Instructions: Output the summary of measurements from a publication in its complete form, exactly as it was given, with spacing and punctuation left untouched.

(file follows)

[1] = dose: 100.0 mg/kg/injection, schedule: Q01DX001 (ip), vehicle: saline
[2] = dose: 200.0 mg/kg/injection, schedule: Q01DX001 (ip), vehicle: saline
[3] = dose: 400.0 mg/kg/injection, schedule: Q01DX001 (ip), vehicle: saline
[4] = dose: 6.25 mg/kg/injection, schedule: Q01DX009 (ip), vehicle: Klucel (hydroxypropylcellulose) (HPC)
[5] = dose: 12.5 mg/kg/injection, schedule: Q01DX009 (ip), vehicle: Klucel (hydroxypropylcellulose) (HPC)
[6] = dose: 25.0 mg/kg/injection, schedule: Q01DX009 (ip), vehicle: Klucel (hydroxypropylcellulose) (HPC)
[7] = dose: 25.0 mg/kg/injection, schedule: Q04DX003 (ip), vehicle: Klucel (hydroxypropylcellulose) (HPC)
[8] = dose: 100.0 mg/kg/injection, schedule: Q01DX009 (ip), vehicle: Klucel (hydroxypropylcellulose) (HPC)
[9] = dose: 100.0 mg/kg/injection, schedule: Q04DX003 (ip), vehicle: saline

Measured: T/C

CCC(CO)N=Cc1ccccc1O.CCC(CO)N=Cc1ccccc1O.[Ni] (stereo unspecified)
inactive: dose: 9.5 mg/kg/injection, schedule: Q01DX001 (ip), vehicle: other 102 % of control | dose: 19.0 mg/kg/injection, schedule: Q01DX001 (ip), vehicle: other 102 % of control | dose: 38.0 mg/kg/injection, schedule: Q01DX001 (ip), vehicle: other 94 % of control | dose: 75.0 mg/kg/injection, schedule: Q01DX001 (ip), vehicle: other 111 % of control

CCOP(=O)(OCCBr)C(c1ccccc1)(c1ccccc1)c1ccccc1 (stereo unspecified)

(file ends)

[1] = dose: 100.0 mg/kg/injection, schedule: Q01DX001 (ip), vehicle: saline
[2] = dose: 200.0 mg/kg/injection, schedule: Q01DX001 (ip), vehicle: saline
[3] = dose: 400.0 mg/kg/injection, schedule: Q01DX001 (ip), vehicle: saline
[4] = dose: 6.25 mg/kg/injection, schedule: Q01DX009 (ip), vehicle: Klucel (hydroxypropylcellulose) (HPC)
[5] = dose: 12.5 mg/kg/injection, schedule: Q01DX009 (ip), vehicle: Klucel (hydroxypropylcellulose) (HPC)
[6] = dose: 25.0 mg/kg/injection, schedule: Q01DX009 (ip), vehicle: Klucel (hydroxypropylcellulose) (HPC)
[7] = dose: 25.0 mg/kg/injection, schedule: Q04DX003 (ip), vehicle: Klucel (hydroxypropylcellulose) (HPC)
[8] = dose: 100.0 mg/kg/injection, schedule: Q01DX009 (ip), vehicle: Klucel (hydroxypropylcellulose) (HPC)
[9] = dose: 100.0 mg/kg/injection, schedule: Q04DX003 (ip), vehicle: saline

Measured: T/C

CCC(CO)N=Cc1ccccc1O.CCC(CO)N=Cc1ccccc1O.[Ni] (stereo unspecified)
inactive: dose: 9.5 mg/kg/injection, schedule: Q01DX001 (ip), vehicle: other 102 % of control | dose: 19.0 mg/kg/injection, schedule: Q01DX001 (ip), vehicle: other 102 % of control | dose: 38.0 mg/kg/injection, schedule: Q01DX001 (ip), vehicle: other 94 % of control | dose: 75.0 mg/kg/injection, schedule: Q01DX001 (ip), vehicle: other 111 % of control

CCOP(=O)(OCCBr)C(c1ccccc1)(c1ccccc1)c1ccccc1 (stereo unspecified)